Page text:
Jim Nantz: Tony Romo's golf pursuit is more than a novelty
The par-5 eighth hole at famed Bel-Air Country Club in Los Angeles is the scene of some of the more bizarre, albeit trivial, moments in history. It was there that Howard Hughes, a 2-handicapper, landed his single-engine plane in the middle of the fairway, exited and joined the woman he hoped to court—Katharine Hepburn—for a few holes. Club officials, needless to say, were not amused.
The eighth also is where Barron Hilton, playing with his friend Alex Spanos in 1981, mentioned on the tee that he was interested in selling the last portion of his professional football team, the San Diego Chargers. By the time they walked off the green 15 minutes later, the two had a handshake deal that led the way for the Spanos family to one day take over the franchise.
Then there’s my experience at the eighth, which frequently comes to mind on fall Sunday afternoons when I walk into the CBS broadcast booth to call NFL games. In 2014, I was playing Bel-Air with renowned broadcaster and my treasured friend Al Michaels. As we stood on top of the hill where Hughes had landed his plane, Al asked innocuously, “What active NFL player do you believe will be a great television analyst? Because there is one.” I couldn’t resist surprising him with my answer, “I’ve got one, too, and you will never guess my guy. But you first.”
“No,” Al said. “I wanna hear yours.”
“Tony Romo,” I said.
Al shook his head in disbelief, “That’s the guy!”
These days it’s clear that our instincts were spot on. We both had recognized that Tony has a rare gift for explaining football with a magnetism and energy that few have possessed. He joined CBS in 2017 and has since provided me with the most enjoyable TV football experiences of my 35-year career.
What Tony has done in the booth is far more complicated than it looks. It’s kind of like another game we know that talented people have a knack for simplifying, but which is massively difficult. I’m talking about golf, which I dare say is a bigger passion for Tony than football. In fact, in late September he almost missed his broadcast “tee time” for the Minnesota-Chicago game. For the fourth time in two years, Tony had been given a sponsor’s exemption into a PGA Tour event—in this case, the Safeway Open in Napa. CBS granted him permission to play in the tournament with contingency plans in place had he made the cut. His opening-round two-under-par 70 opened a lot of eyes. After the first 18, he was one better than the likes of Justin Thomas and Jim Furyk, two clear of Hideki Matsuyama, and five shots lower than Phil Mickelson. Tony was tied for 28th in a field that had many big names. Although he missed the cut the next day, the message had been sent: Tony is no longer a novelty act in golf. By the way, he made it to Chicago in plenty of time for the Sunday show.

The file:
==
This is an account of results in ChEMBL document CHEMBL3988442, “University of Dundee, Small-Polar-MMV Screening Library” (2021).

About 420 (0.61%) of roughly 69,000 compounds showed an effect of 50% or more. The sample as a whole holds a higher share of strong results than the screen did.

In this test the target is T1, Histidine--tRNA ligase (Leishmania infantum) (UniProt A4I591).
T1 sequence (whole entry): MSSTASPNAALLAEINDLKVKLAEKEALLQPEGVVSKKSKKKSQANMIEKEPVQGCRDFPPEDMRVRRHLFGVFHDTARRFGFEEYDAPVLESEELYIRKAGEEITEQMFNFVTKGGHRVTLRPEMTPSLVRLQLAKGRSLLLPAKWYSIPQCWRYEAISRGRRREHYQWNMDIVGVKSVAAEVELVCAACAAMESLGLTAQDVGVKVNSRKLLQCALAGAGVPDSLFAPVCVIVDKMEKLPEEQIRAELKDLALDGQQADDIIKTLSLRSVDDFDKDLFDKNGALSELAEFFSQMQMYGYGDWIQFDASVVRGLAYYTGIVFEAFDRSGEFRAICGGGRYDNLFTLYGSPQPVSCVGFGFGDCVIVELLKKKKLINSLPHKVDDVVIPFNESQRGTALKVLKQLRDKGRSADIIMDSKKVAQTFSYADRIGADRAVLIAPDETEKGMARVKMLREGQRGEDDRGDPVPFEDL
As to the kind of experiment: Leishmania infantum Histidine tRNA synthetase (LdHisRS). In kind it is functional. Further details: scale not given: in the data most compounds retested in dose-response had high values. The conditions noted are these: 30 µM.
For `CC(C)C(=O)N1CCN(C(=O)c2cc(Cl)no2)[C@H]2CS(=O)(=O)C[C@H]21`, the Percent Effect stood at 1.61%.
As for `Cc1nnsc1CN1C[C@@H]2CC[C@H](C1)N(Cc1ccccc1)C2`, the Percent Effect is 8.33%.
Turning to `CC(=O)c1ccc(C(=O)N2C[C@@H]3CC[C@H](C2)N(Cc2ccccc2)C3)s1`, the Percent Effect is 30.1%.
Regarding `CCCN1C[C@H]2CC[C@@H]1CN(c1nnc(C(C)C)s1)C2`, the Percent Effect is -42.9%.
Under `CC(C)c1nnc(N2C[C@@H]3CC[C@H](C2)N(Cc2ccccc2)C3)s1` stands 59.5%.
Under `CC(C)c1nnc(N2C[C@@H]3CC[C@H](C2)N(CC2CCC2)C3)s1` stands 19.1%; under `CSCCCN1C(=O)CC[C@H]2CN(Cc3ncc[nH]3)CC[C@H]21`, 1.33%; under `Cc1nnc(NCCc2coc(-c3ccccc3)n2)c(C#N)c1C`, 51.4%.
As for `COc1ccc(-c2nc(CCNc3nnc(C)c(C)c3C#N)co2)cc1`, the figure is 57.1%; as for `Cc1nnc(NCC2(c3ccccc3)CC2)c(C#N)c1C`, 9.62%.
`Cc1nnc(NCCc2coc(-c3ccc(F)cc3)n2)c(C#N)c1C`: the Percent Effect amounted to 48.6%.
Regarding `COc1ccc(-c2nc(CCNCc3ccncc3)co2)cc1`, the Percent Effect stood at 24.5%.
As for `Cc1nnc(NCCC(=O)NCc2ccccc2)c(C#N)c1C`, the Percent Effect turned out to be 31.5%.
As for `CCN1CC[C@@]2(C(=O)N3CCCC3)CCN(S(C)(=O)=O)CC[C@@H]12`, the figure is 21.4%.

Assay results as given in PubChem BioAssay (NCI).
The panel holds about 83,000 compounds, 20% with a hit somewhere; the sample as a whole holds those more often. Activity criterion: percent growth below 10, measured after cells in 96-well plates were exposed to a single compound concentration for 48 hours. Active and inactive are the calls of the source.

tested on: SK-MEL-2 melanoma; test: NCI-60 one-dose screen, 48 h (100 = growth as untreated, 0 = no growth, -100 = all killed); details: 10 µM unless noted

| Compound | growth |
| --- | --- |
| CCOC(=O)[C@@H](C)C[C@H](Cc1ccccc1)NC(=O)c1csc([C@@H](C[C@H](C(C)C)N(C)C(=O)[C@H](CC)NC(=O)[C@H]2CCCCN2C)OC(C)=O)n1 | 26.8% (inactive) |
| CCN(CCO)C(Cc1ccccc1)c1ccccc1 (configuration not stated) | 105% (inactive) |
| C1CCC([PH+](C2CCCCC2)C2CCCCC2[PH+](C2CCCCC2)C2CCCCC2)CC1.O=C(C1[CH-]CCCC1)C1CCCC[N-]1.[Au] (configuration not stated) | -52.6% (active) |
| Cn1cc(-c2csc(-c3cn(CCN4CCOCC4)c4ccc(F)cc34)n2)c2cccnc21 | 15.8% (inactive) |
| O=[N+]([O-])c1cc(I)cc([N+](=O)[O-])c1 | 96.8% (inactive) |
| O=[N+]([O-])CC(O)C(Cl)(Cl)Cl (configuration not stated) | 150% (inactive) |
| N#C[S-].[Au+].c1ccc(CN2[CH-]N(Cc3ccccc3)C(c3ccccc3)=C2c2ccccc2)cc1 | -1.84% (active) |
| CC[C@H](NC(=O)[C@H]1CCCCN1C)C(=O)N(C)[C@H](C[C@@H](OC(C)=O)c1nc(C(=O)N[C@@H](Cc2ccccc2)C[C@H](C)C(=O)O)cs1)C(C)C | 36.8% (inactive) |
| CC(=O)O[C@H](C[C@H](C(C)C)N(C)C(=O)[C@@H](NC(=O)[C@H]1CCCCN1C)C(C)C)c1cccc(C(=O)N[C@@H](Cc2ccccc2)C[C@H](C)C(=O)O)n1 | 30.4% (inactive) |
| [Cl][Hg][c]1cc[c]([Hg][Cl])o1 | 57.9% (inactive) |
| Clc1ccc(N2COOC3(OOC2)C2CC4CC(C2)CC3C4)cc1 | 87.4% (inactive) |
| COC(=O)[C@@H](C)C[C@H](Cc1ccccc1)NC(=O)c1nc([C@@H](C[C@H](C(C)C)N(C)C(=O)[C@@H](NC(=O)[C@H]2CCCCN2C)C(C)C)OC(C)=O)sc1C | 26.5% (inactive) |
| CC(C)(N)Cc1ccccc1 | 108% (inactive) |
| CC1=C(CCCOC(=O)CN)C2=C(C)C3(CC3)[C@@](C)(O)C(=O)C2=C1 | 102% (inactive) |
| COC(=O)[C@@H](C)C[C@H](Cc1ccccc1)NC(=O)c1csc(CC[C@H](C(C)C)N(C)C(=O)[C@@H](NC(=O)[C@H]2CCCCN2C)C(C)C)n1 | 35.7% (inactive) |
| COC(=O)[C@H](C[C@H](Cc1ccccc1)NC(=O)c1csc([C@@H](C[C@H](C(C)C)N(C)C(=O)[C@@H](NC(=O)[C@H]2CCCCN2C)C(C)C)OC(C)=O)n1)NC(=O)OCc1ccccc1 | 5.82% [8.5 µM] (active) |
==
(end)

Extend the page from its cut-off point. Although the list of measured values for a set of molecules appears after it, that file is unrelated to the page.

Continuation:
Tony’s love affair with the game began on Christmas morning, 1988. Santa left a starter set of clubs at the Burlington, Wis., home of Joan and Ramiro Romo. Their 8-year-old son ran outside to take a swing in the snow, his first shot breaking a neighbor’s window. Ever since, Tony has been shattering expectations.
You might recall that final round at the AT&T Pebble Beach Pro-Am in 2012 when Phil shot 64 to overtake Tiger. Tony played in Phil’s group that day—as Tiger’s partner. It was the first time the nation realized he had serious game. Since then he’s won the Lake Tahoe celebrity event in back-to-back years and taken a smattering of amateur events. His love of the game and competitiveness comes, I believe, from Ramiro, a two-time winner of the Wisconsin State Senior Amateur.
Recently we were at Bel-Air and stood at the same spot where Al and I had discussed Tony years ago. I asked him, “What are your goals in the game?” With a wry smile, Tony replied, “To win four majors in a row.” Then he turned serious. “Honestly, I want to be better each year than the last,” he said. “That’s my ultimate goal.”
I’ll go Tony one better: I wouldn’t be surprised to see him make a cut on the PGA Tour in 2020. As we’ve all seen, he has a knack for making hard things look easy.